Putting the “Big” in Bigotry
Life, As I Find It
I shudder to think of it now. There I was at a CS Lewis conference and the esteemed teacher Peter Kreeft had been talking about ten things to learn from JRR Tolkien about evil. A brilliant talk. And, at the break, I had a chance to corner Kreeft to ask him a few questions. In the course of that short conversation, he mentioned to me how he had become a Catholic while attending Calvin College.
Everyone else probably knew it, but I didn’t. And I was surprised. But here’s the thing that surprised me and makes me shudder to think of it now: my immediate thought was, “How could a man this smart be a Catholic?”
By the grace of God, I didn’t actually say that to him. I sometimes wonder how he would have reacted if I had. But I didn’t.
And, by the grace of God, my reaction didn’t stop there. I moved on to a pivotal question: “What does he see that I don’t see?”
It was a pivotal question because I then realized my own bigotry and ignorance about Catholicism. All I knew about it was what I had been told by well-meaning (and not so well-meaning) Protestants – or what I had seen in the lives of a few Catholics. I’d read the Chick Tracts. I’d seen The Godfather. What else did I need to know?
I had concocted a lot of answers without ever asking the right questions. I had already rejected something I knew nothing about. And a very short conversation made me realize it.
At any other time of life, I might have left it there – acknowledged my ignorance and gotten on with my life. But at that moment I was already wrestling with some important issues. I was an Anglican and had been watching the implosion of the Episcopal Church in America. I began to wonder, who has the authority to interpret Scripture and establish doctrine?
I thought back to my formative years as a Baptist. There it was mostly a “me and my Bible” sensibility, as it is for so many Protestants. Every individual with his own leather-bound Word of God got to be his own Pope. That was easy. Just me and Jesus. And if I belonged to a community of believers, that was all right, too. But it was an optional extra.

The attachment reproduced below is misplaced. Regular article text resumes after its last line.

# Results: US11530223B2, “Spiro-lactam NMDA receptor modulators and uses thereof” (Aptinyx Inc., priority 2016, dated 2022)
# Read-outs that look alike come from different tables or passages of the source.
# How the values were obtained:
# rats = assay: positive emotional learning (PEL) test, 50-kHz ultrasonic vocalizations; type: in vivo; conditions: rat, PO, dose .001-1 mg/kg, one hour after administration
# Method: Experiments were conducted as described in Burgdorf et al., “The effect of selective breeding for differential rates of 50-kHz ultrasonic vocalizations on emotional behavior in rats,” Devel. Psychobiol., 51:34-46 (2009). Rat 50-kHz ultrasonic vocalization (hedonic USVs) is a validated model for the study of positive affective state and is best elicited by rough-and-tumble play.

That didn’t ring true for me. How did millions of “little churches” line up with Jesus’ prayer for unity? Was that only wishful thinking on His part? And who had the authority to say that my interpretation of the Bible might actually be wrong? Very few, and only if I agreed with them.
As an Anglican I had conceded to – no, I actually desired – some semblance of authority and structure. But the founders of Anglicanism were determined not to repeat the “mistakes” of Rome. The reigning Monarch was the head of the Church of England. And the Archbishop of Canterbury would not be the Pope, but the spiritual head of the Anglican Communion worldwide. In other words: no authority, apart from a sweet grandfatherly influence. We have seen in the last decade or so what that really means.
It wasn’t on my mind to leave Anglicanism. I was in for the fight. But the questions nagged at me and I had to wonder what I was fighting for. Catholicism wasn’t an option. Nor was the Eastern version. And yet… that encounter with Peter Kreeft was like a slap in the face. What does he see that I don’t see?
I was determined to find out. I couldn’t imagine myself ever becoming a Catholic, but it was a decent compromise to explore the Ancient Church, believing it was neither Catholic nor Eastern Orthodox. That was a safe bet. I could be objective and without prejudice. And so I made the effort. As John Henry Newman has pointed out, to go back into history is to find oneself in staunch Catholic territory. Beware!
Since becoming Catholic, I have encountered a lot of people with the same sensibilities I had at that meeting with Peter Kreeft. They think they know Catholicism, but they don’t. They think they know Catholics, but they don’t. And it’s up to us to show them who we really are and truly believe.
And such is life as I find it.
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